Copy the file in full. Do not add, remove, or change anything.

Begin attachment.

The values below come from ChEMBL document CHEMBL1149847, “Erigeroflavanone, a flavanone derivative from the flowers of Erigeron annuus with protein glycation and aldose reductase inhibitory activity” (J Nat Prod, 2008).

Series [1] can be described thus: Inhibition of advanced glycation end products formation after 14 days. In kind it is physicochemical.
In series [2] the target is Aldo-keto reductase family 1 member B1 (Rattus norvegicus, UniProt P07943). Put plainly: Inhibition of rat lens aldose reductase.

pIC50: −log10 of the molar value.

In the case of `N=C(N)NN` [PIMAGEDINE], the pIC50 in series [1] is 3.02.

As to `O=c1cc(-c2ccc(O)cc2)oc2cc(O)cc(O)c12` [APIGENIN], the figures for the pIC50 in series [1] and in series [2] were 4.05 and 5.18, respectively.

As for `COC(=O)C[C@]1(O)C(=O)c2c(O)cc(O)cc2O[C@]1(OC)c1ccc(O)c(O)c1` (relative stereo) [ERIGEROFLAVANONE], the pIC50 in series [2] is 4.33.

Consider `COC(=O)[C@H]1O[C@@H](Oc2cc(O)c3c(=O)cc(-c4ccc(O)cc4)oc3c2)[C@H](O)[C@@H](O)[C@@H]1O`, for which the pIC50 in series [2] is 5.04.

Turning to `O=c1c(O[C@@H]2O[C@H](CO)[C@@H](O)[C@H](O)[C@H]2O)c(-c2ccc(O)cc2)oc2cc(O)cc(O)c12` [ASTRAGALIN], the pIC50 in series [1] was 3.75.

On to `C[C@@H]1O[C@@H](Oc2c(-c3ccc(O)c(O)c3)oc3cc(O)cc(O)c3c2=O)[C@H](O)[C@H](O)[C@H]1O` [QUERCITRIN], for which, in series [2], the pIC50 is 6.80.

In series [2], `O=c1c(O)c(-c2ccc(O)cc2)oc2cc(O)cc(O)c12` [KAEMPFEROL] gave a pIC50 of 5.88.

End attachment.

The values below come from ChEMBL document CHEMBL1149847, “Erigeroflavanone, a flavanone derivative from the flowers of Erigeron annuus with protein glycation and aldose reductase inhibitory activity” (J Nat Prod, 2008).

Series [1] can be described thus: Inhibition of advanced glycation end products formation after 14 days. In kind it is physicochemical.
In series [2] the target is Aldo-keto reductase family 1 member B1 (Rattus norvegicus, UniProt P07943). Put plainly: Inhibition of rat lens aldose reductase.

pIC50: −log10 of the molar value.

In the case of `N=C(N)NN` [PIMAGEDINE], the pIC50 in series [1] is 3.02.

As to `O=c1cc(-c2ccc(O)cc2)oc2cc(O)cc(O)c12` [APIGENIN], the figures for the pIC50 in series [1] and in series [2] were 4.05 and 5.18, respectively.

As for `COC(=O)C[C@]1(O)C(=O)c2c(O)cc(O)cc2O[C@]1(OC)c1ccc(O)c(O)c1` (relative stereo) [ERIGEROFLAVANONE], the pIC50 in series [2] is 4.33.

Consider `COC(=O)[C@H]1O[C@@H](Oc2cc(O)c3c(=O)cc(-c4ccc(O)cc4)oc3c2)[C@H](O)[C@@H](O)[C@@H]1O`, for which the pIC50 in series [2] is 5.04.

Turning to `O=c1c(O[C@@H]2O[C@H](CO)[C@@H](O)[C@H](O)[C@H]2O)c(-c2ccc(O)cc2)oc2cc(O)cc(O)c12` [ASTRAGALIN], the pIC50 in series [1] was 3.75.

On to `C[C@@H]1O[C@@H](Oc2c(-c3ccc(O)c(O)c3)oc3cc(O)cc(O)c3c2=O)[C@H](O)[C@H](O)[C@H]1O` [QUERCITRIN], for which, in series [2], the pIC50 is 6.80.

In series [2], `O=c1c(O)c(-c2ccc(O)cc2)oc2cc(O)cc(O)c12` [KAEMPFEROL] gave a pIC50 of 5.88.